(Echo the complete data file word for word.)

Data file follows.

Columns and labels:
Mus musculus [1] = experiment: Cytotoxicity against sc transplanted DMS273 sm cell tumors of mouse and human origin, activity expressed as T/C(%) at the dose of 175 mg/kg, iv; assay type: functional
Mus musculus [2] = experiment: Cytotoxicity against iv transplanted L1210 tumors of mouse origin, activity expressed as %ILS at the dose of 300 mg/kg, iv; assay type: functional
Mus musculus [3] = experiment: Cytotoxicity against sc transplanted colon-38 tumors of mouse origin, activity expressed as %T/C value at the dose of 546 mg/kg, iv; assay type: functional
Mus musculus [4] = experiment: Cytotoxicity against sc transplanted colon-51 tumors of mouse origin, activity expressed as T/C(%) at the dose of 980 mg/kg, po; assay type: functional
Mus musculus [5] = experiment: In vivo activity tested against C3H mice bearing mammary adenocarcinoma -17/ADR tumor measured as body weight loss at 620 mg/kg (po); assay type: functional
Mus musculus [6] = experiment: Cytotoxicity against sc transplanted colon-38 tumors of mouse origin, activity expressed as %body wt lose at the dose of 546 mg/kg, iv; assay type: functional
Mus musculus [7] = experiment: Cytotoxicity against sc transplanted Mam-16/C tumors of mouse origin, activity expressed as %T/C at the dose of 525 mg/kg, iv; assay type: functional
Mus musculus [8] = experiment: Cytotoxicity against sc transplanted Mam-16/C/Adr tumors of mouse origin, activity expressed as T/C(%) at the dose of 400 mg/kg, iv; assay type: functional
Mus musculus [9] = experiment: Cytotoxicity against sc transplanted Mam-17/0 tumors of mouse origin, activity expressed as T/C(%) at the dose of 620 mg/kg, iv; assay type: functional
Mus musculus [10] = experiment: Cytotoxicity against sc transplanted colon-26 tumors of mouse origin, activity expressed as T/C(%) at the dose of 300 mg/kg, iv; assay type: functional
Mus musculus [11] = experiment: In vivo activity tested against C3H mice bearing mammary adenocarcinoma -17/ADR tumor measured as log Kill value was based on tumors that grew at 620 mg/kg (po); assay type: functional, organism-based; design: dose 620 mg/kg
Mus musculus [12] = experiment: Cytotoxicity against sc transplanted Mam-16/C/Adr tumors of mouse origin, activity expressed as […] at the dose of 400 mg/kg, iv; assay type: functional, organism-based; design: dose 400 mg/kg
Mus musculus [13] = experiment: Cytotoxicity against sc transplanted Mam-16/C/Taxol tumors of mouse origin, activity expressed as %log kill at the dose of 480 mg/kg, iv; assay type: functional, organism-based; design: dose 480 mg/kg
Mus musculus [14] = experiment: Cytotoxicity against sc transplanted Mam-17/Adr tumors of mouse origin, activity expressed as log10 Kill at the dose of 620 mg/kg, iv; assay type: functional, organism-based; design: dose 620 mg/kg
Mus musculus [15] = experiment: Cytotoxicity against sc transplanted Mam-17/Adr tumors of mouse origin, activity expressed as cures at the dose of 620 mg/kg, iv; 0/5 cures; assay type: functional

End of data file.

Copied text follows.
Columns and labels:
Mus musculus [1] = experiment: Cytotoxicity against sc transplanted DMS273 sm cell tumors of mouse and human origin, activity expressed as T/C(%) at the dose of 175 mg/kg, iv; assay type: functional
Mus musculus [2] = experiment: Cytotoxicity against iv transplanted L1210 tumors of mouse origin, activity expressed as %ILS at the dose of 300 mg/kg, iv; assay type: functional
Mus musculus [3] = experiment: Cytotoxicity against sc transplanted colon-38 tumors of mouse origin, activity expressed as %T/C value at the dose of 546 mg/kg, iv; assay type: functional
Mus musculus [4] = experiment: Cytotoxicity against sc transplanted colon-51 tumors of mouse origin, activity expressed as T/C(%) at the dose of 980 mg/kg, po; assay type: functional
Mus musculus [5] = experiment: In vivo activity tested against C3H mice bearing mammary adenocarcinoma -17/ADR tumor measured as body weight loss at 620 mg/kg (po); assay type: functional
Mus musculus [6] = experiment: Cytotoxicity against sc transplanted colon-38 tumors of mouse origin, activity expressed as %body wt lose at the dose of 546 mg/kg, iv; assay type: functional
Mus musculus [7] = experiment: Cytotoxicity against sc transplanted Mam-16/C tumors of mouse origin, activity expressed as %T/C at the dose of 525 mg/kg, iv; assay type: functional
Mus musculus [8] = experiment: Cytotoxicity against sc transplanted Mam-16/C/Adr tumors of mouse origin, activity expressed as T/C(%) at the dose of 400 mg/kg, iv; assay type: functional
Mus musculus [9] = experiment: Cytotoxicity against sc transplanted Mam-17/0 tumors of mouse origin, activity expressed as T/C(%) at the dose of 620 mg/kg, iv; assay type: functional
Mus musculus [10] = experiment: Cytotoxicity against sc transplanted colon-26 tumors of mouse origin, activity expressed as T/C(%) at the dose of 300 mg/kg, iv; assay type: functional
Mus musculus [11] = experiment: In vivo activity tested against C3H mice bearing mammary adenocarcinoma -17/ADR tumor measured as log Kill value was based on tumors that grew at 620 mg/kg (po); assay type: functional, organism-based; design: dose 620 mg/kg
Mus musculus [12] = experiment: Cytotoxicity against sc transplanted Mam-16/C/Adr tumors of mouse origin, activity expressed as […] at the dose of 400 mg/kg, iv; assay type: functional, organism-based; design: dose 400 mg/kg
Mus musculus [13] = experiment: Cytotoxicity against sc transplanted Mam-16/C/Taxol tumors of mouse origin, activity expressed as %log kill at the dose of 480 mg/kg, iv; assay type: functional, organism-based; design: dose 480 mg/kg
Mus musculus [14] = experiment: Cytotoxicity against sc transplanted Mam-17/Adr tumors of mouse origin, activity expressed as log10 Kill at the dose of 620 mg/kg, iv; assay type: functional, organism-based; design: dose 620 mg/kg
Mus musculus [15] = experiment: Cytotoxicity against sc transplanted Mam-17/Adr tumors of mouse origin, activity expressed as cures at the dose of 620 mg/kg, iv; 0/5 cures; assay type: functional